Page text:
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Drapeau, M. Stelmaszczyk, K. Baucom, D. Henry, M. Hébert, C. (2018). A process study of long-term treatment: comparing a successful and a less successful outcome. Psychoanal. Psychother., 32(4):368-384.

(2018). Psychoanalytic Psychotherapy, 32(4):368-384

A process study of long-term treatment: comparing a successful and a less successful outcome

M. Drapeau, K. Stelmaszczyk, D. Baucom, M. Henry and C. Hébert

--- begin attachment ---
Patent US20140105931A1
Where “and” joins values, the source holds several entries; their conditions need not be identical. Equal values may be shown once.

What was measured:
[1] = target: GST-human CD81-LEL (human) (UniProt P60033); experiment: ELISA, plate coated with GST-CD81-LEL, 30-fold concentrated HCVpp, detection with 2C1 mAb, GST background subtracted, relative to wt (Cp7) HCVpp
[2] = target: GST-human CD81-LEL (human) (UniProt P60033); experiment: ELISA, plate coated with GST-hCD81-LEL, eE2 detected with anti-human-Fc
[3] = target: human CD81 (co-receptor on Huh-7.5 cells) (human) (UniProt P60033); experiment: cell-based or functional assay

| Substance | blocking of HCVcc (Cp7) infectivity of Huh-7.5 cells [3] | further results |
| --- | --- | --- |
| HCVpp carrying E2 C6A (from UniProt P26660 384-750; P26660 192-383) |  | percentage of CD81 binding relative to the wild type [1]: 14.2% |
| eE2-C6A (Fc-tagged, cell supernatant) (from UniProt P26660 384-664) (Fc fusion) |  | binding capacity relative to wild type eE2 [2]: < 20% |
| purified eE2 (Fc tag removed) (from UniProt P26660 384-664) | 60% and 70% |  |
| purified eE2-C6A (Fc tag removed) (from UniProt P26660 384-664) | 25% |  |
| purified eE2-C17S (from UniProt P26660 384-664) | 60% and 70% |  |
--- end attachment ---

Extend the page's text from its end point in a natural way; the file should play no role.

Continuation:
This study examined therapist technique and patient change in emotional experiencing and defense mechanisms in the successful and unsuccessful long-term psychoanalytic treatments of two male patients. Two consecutive sessions every 6 months were analyzed for each patient. Therapist interventions, patient defense mechanisms, and patient emotional experiencing were assessed using the Psychodynamic Intervention Rating Scale, Defense Mechanism Rating Scale and the Experiencing Scale, respectively. Between and within-session analyses were conducted to determine the impact of the patient’s defensive functioning and experiencing on therapist interventions, and the effect of therapist interventions on those same two patient variables. Pearson’s Coefficient was utilized for between-session analysis; within-session analysis tracking moment-to-moment changes in patient and therapist functioning was performed using lag sequential analysis. Across therapy, therapist use of Interpretive Interventions was associated with increased emotional engagement and decreased defense maturity; the use of Supportive Interventions had the opposite effect. Within-session analysis revealed that use of Supportive Interventions when emotional engagement is low, followed by interpretative interventions, occurred in the successful case. Persistent use of Supportive Interventions in the context of low emotional engagement was observed in the unsuccessful case. This study suggests that failure to stimulate emotional engagement through interpretation can negatively affect therapeutic outcome.

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